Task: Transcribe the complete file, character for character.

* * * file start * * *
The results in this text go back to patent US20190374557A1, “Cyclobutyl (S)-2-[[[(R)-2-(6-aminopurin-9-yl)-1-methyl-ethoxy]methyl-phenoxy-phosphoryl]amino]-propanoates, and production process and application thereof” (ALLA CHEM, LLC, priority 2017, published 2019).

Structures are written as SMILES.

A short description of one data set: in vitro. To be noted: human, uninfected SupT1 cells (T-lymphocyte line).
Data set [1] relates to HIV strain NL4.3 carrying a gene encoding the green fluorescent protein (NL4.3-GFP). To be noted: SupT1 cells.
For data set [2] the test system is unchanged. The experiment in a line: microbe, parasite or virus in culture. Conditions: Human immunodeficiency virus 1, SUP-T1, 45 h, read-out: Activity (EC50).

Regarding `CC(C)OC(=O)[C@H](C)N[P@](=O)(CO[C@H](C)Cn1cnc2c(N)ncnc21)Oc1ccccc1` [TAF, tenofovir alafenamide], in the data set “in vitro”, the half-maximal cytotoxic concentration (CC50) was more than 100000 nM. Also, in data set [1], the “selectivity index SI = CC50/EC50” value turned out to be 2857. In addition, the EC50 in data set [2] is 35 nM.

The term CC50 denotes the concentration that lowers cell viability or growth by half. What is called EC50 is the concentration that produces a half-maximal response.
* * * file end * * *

The results in this text go back to patent US20190374557A1, “Cyclobutyl (S)-2-[[[(R)-2-(6-aminopurin-9-yl)-1-methyl-ethoxy]methyl-phenoxy-phosphoryl]amino]-propanoates, and production process and application thereof” (ALLA CHEM, LLC, priority 2017, published 2019).

Structures are written as SMILES.

A short description of one data set: in vitro. To be noted: human, uninfected SupT1 cells (T-lymphocyte line).
Data set [1] relates to HIV strain NL4.3 carrying a gene encoding the green fluorescent protein (NL4.3-GFP). To be noted: SupT1 cells.
For data set [2] the test system is unchanged. The experiment in a line: microbe, parasite or virus in culture. Conditions: Human immunodeficiency virus 1, SUP-T1, 45 h, read-out: Activity (EC50).

Regarding `CC(C)OC(=O)[C@H](C)N[P@](=O)(CO[C@H](C)Cn1cnc2c(N)ncnc21)Oc1ccccc1` [TAF, tenofovir alafenamide], in the data set “in vitro”, the half-maximal cytotoxic concentration (CC50) was more than 100000 nM. Also, in data set [1], the “selectivity index SI = CC50/EC50” value turned out to be 2857. In addition, the EC50 in data set [2] is 35 nM.

The term CC50 denotes the concentration that lowers cell viability or growth by half. What is called EC50 is the concentration that produces a half-maximal response.